As the semester winds down while the weather warms up across the state, it’s easy to forget that we are in the midst of a global pandemic. But while the pandemic may have slipped our minds, it certainly hasn’t escaped that of Gov. Gretchen Whitmer, who announced the extension of her stay-at-home order through May 28. This decision has garnered severe backlash, both from her constituents and the Republican-controlled Senate in Michigan, and has even brought the Michigan political landscape under the searing eye of national politics.
But Whitmer is no stranger to sending ripples through national politics, having delivered the democratic response after President Donald Trump’s State of the Union address back in February. Now she is rumored to be a potential running mate for Joe Biden. Recently, Whitmer has also been the subject of Trump’s infamous Twitter tirades, and has been labeled “that woman from Michigan.” Beyond her involvement in politics, however, Whitmer displays an unwavering commitment to the safety and wellbeing of Michiganders, demonstrated by the extension of the emergency order, regardless of political backlash.
Whitmer’s approach is one that takes the best interest of Michiganders into account and is done so out of genuine compassion for her constituents, not political gamesmanship. Nevertheless, she has faced harsh criticism from politicians and protestors in Michigan’s capital alike. Just because these critics can’t witness first hand the catastrophic havoc wreaked by the virus doesn’t mean it doesn’t exist. After all, any issue that preys on thousands of Michiganders’ lives should transcend party lines and amass unilateral support. Unfortunately, the political landscape in America is so marred by divisive discord and blind ignorance that many are unable to expand their views to consider more than themselves.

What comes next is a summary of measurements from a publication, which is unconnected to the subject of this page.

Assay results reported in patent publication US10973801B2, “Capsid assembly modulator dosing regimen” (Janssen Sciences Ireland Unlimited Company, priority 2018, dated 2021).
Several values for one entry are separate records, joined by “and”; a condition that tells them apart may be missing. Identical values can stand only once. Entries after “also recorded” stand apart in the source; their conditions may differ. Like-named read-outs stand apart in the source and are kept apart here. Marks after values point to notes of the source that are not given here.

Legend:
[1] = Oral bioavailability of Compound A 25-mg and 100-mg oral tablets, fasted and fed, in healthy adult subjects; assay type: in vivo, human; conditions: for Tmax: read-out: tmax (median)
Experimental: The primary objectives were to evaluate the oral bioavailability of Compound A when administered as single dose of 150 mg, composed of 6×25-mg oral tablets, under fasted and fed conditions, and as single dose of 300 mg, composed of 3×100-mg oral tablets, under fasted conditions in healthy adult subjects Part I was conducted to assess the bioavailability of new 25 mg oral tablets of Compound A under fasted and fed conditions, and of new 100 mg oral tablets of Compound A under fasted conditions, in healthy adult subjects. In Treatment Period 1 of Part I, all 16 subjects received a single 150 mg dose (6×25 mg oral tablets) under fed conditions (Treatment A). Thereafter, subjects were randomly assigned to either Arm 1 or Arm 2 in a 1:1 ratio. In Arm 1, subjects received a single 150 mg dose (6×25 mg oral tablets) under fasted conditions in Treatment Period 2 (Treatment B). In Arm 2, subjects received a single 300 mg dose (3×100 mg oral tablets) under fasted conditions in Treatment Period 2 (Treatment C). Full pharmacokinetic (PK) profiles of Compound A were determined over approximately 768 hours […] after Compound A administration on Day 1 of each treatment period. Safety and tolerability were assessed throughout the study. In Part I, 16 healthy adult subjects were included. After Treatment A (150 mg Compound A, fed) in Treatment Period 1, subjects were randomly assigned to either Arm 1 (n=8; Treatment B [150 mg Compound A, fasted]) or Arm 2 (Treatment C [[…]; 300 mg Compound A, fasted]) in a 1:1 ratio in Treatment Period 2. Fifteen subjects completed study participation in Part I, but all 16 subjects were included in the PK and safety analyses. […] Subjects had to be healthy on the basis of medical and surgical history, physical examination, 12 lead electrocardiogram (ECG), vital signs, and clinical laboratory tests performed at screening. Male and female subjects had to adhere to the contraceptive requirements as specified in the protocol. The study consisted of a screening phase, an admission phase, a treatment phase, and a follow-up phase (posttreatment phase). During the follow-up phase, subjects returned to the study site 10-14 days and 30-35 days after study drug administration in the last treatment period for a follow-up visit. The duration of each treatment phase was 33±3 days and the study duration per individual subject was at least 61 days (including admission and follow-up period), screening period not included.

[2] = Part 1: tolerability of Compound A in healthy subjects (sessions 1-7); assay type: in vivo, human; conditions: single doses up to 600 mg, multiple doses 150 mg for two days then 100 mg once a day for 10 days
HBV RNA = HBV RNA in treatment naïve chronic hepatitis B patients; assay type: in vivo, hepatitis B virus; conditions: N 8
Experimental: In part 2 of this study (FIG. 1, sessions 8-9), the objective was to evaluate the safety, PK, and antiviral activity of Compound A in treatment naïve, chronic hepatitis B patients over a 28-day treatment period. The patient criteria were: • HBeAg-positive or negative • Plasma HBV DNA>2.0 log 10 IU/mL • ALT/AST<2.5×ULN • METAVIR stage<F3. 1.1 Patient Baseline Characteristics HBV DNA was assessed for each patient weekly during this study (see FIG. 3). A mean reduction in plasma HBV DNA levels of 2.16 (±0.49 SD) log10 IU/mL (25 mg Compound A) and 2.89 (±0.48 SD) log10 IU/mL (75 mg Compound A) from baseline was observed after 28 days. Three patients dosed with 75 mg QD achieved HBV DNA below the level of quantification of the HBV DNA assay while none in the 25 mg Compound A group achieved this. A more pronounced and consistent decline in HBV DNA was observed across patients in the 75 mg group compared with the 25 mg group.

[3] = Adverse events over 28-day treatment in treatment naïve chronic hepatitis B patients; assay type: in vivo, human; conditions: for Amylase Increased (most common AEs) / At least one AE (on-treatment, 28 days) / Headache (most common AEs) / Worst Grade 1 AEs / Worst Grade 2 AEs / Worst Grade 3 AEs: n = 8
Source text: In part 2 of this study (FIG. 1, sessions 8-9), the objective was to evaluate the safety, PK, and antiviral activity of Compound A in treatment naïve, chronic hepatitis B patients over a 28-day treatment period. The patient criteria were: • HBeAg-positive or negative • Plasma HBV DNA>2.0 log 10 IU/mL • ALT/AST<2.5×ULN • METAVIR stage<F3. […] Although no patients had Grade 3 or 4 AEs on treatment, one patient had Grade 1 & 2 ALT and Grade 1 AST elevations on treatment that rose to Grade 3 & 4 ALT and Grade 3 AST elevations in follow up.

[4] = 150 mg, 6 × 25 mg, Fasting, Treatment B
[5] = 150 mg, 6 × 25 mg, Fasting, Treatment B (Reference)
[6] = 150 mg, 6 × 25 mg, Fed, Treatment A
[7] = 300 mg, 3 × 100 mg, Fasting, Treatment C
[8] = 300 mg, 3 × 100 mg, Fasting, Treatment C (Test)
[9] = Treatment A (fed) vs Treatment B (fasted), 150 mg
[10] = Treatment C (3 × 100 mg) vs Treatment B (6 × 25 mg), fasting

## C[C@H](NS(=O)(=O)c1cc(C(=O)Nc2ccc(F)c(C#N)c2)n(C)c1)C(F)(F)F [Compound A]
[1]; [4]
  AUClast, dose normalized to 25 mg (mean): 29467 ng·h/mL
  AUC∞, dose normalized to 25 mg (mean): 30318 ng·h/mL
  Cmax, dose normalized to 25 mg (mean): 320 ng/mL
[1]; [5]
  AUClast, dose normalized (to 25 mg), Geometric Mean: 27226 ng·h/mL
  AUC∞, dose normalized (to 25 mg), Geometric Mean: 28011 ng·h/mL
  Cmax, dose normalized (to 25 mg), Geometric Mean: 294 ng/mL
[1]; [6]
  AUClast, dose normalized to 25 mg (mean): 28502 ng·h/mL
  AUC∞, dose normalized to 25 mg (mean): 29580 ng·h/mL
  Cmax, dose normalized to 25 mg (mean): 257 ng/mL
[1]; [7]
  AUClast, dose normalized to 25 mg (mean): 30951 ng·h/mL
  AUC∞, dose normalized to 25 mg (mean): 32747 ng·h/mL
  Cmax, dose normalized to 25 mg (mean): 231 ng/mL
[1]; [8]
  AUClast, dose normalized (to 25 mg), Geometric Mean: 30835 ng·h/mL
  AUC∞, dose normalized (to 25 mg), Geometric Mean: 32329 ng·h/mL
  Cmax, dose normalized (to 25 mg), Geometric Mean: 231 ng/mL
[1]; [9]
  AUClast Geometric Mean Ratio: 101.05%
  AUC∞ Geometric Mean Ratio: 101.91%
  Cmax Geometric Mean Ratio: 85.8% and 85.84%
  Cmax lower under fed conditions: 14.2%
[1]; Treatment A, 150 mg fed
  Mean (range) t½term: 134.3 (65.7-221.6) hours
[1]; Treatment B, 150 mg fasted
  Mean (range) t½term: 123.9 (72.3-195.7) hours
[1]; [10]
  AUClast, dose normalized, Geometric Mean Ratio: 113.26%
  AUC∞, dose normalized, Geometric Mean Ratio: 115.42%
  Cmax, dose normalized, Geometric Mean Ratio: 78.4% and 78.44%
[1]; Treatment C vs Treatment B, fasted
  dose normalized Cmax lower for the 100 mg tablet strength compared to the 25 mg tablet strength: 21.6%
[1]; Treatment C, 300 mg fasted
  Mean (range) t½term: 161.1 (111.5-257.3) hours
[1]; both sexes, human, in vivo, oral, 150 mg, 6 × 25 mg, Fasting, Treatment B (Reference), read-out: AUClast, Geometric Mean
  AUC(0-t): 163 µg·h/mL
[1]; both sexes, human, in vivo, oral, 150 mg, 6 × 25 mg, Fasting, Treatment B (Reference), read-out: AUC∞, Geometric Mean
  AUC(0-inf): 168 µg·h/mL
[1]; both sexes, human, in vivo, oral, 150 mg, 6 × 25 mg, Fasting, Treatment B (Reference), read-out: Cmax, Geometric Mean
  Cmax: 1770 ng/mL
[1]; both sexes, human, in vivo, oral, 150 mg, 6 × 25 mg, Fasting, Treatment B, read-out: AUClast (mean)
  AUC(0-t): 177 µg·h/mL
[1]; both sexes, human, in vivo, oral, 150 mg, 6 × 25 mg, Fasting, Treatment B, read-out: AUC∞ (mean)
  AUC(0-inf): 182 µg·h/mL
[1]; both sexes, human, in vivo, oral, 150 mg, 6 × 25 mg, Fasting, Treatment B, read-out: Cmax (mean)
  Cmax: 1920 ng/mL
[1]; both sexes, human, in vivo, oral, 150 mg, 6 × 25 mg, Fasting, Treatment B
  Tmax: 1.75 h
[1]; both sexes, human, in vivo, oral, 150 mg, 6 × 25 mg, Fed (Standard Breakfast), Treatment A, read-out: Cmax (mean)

The COVID-19 pandemic has thrown the ever-widening chasm of political disparity into focus, and, rather than being an agent to catalyze unity, it has only served to worsen these tensions. This is not a time to be restrained by political ties but rather a time to come together in solidarity to solve the issue at hand. In refusing to budge in her approach to the pandemic when human lives are at stake, Whitmer intends to do just that. It is refreshing to come across a politician who genuinely values human lives and is undeterred in the wake of backlash. Unfortunately, these qualities are incredibly rare, the highest office in America being corrupted by the antithesis of the qualities displayed by Whitmer. In response to Whitmer refusing to compromise by opening the economy at the cost of lives, Trump urged Whitmer to “give a little, and put out the fire.” Nevertheless, Whitmer holds steadfast in the wake of a political storm, refusing to lower herself to political quibbles when Michiganders’ lives are at stake.